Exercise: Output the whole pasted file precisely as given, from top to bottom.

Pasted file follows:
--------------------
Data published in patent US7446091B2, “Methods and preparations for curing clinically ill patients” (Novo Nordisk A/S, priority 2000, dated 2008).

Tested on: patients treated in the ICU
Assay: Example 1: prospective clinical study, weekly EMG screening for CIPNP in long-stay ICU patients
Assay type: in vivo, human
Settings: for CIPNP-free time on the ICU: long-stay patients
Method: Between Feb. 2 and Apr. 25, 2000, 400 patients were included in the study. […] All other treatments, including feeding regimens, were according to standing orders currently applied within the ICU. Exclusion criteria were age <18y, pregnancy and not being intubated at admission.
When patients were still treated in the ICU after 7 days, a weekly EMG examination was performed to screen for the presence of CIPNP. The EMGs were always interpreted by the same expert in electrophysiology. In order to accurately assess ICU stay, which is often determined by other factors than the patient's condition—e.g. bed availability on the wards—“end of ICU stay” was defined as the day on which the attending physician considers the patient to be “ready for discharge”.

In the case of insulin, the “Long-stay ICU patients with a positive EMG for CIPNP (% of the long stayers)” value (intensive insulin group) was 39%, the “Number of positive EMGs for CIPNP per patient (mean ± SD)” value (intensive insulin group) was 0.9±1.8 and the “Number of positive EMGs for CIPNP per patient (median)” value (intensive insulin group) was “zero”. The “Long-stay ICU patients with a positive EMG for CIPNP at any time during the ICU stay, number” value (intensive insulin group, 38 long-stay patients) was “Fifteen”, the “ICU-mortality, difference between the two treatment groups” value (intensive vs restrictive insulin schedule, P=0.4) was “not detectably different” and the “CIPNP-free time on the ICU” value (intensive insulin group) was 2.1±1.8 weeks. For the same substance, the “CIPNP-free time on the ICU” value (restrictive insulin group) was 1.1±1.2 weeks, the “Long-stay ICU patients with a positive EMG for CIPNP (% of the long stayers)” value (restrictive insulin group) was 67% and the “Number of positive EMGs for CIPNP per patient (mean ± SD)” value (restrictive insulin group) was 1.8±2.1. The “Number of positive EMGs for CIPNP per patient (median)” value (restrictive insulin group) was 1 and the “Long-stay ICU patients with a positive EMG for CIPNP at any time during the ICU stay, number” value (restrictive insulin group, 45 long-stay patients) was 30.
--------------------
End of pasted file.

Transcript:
Data published in patent US7446091B2, “Methods and preparations for curing clinically ill patients” (Novo Nordisk A/S, priority 2000, dated 2008).

Tested on: patients treated in the ICU
Assay: Example 1: prospective clinical study, weekly EMG screening for CIPNP in long-stay ICU patients
Assay type: in vivo, human
Settings: for CIPNP-free time on the ICU: long-stay patients
Method: Between Feb. 2 and Apr. 25, 2000, 400 patients were included in the study. […] All other treatments, including feeding regimens, were according to standing orders currently applied within the ICU. Exclusion criteria were age <18y, pregnancy and not being intubated at admission.
When patients were still treated in the ICU after 7 days, a weekly EMG examination was performed to screen for the presence of CIPNP. The EMGs were always interpreted by the same expert in electrophysiology. In order to accurately assess ICU stay, which is often determined by other factors than the patient's condition—e.g. bed availability on the wards—“end of ICU stay” was defined as the day on which the attending physician considers the patient to be “ready for discharge”.

In the case of insulin, the “Long-stay ICU patients with a positive EMG for CIPNP (% of the long stayers)” value (intensive insulin group) was 39%, the “Number of positive EMGs for CIPNP per patient (mean ± SD)” value (intensive insulin group) was 0.9±1.8 and the “Number of positive EMGs for CIPNP per patient (median)” value (intensive insulin group) was “zero”. The “Long-stay ICU patients with a positive EMG for CIPNP at any time during the ICU stay, number” value (intensive insulin group, 38 long-stay patients) was “Fifteen”, the “ICU-mortality, difference between the two treatment groups” value (intensive vs restrictive insulin schedule, P=0.4) was “not detectably different” and the “CIPNP-free time on the ICU” value (intensive insulin group) was 2.1±1.8 weeks. For the same substance, the “CIPNP-free time on the ICU” value (restrictive insulin group) was 1.1±1.2 weeks, the “Long-stay ICU patients with a positive EMG for CIPNP (% of the long stayers)” value (restrictive insulin group) was 67% and the “Number of positive EMGs for CIPNP per patient (mean ± SD)” value (restrictive insulin group) was 1.8±2.1. The “Number of positive EMGs for CIPNP per patient (median)” value (restrictive insulin group) was 1 and the “Long-stay ICU patients with a positive EMG for CIPNP at any time during the ICU stay, number” value (restrictive insulin group, 45 long-stay patients) was 30.